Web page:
Honda Motor Co Ltd said on Tuesday it would cut production in North America by 62,000 vehicles by shutting down factories for 13 days starting in May and said it would cut pay for salaried and factory workers.
The Japanese automaker, which like its rivals has been hit by the sharp downturn in auto sales, also offered buyouts and early retirement incentives to most of its 32,400 workers in the United States and Canada.
It was the first time Japan's No. 2 automaker offered such a sweeping program to reduce payroll costs, a spokesman said.
Honda has assembly plants in Indiana, Ohio and Alabama in the United States, as well as in Canada and Mexico. It also operates two engine plants and two transmission plants in North America.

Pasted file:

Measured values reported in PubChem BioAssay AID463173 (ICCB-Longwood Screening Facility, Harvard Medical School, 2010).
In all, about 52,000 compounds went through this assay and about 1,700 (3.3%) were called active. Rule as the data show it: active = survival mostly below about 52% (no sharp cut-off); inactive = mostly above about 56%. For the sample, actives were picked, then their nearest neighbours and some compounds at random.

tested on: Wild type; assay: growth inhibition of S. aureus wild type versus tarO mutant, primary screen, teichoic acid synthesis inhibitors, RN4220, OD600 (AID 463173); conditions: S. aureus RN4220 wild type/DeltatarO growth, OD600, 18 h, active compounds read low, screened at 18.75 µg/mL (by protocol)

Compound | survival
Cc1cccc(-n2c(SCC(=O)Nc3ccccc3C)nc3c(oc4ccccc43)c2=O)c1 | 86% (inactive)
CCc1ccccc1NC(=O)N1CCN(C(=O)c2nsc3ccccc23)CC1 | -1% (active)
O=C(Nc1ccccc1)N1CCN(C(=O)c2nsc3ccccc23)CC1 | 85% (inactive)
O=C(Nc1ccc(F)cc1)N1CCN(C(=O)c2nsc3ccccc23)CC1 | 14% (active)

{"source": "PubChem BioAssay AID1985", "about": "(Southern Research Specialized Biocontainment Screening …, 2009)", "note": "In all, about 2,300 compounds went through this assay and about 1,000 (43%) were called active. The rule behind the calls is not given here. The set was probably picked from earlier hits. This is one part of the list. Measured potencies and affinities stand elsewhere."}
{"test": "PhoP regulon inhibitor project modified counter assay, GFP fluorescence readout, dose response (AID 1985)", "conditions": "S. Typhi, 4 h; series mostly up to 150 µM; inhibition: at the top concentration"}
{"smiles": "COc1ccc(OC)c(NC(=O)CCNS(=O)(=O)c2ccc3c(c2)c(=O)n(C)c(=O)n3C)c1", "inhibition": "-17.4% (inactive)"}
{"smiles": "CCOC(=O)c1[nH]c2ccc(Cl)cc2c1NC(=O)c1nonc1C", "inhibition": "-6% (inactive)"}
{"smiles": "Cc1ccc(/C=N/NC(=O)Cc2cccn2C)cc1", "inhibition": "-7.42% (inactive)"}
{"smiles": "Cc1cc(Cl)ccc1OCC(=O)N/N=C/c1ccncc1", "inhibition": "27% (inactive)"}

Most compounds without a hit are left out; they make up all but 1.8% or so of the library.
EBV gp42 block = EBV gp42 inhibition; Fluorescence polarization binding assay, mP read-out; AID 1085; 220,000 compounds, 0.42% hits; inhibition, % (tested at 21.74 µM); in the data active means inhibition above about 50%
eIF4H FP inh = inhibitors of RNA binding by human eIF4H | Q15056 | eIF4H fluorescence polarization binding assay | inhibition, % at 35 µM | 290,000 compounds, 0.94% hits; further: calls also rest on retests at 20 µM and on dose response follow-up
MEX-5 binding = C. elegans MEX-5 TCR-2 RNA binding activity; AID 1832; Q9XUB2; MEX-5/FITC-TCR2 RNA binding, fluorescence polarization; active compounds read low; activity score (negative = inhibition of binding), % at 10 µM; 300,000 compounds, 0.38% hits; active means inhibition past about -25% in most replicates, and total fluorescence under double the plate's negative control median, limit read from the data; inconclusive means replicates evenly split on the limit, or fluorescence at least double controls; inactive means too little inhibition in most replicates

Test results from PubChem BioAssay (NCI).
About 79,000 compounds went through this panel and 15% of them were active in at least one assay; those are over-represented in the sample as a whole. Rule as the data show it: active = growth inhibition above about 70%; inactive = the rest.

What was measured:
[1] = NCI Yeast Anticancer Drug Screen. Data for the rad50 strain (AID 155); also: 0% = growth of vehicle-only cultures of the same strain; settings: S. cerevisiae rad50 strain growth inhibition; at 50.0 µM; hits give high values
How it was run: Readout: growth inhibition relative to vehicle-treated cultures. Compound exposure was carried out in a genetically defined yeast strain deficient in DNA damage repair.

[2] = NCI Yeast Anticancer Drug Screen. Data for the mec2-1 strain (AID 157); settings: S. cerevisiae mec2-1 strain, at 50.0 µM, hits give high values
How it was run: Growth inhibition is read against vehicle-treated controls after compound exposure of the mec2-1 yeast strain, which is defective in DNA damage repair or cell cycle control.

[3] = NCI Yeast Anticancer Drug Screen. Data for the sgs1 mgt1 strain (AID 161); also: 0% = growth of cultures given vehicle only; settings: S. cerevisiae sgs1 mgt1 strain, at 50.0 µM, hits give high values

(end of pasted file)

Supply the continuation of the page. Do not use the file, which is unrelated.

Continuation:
Like Toyota Motor Corp (7203.T), Honda previously paid its nonunion hourly workers even when it shut down factories to reduce the inventory of unsold vehicles. But the automaker said this time hourly workers would not be paid for 6 of the 13 days, which will be scattered between May 1 and July 31.
Salaried workers will also see compensation reduced in the new fiscal year, which begins on Tuesday, said spokesman Ed Miller.
Honda did not provide details about its buyout program, a measure Detroit automakers have used to cut payrolls sharply since 2005 by offering up-front payments of up to $100,000 per employee.
Miller said Honda told its employees it expected bonus payments to both hourly and salaried employees would be reduced or eliminated this year.
The steps taken by Honda will have the effect of reducing its hourly wage costs at its U.S. factories just as General Motors Corp (GM.N) and Chrysler LLC face pressure to bring their own compensation levels in line with the pay of workers at U.S. plants run by Honda, Toyota and Nissan Motor Co (7201.T).
Honda would not provide an overall production or sales forecast for the new fiscal year, Miller said.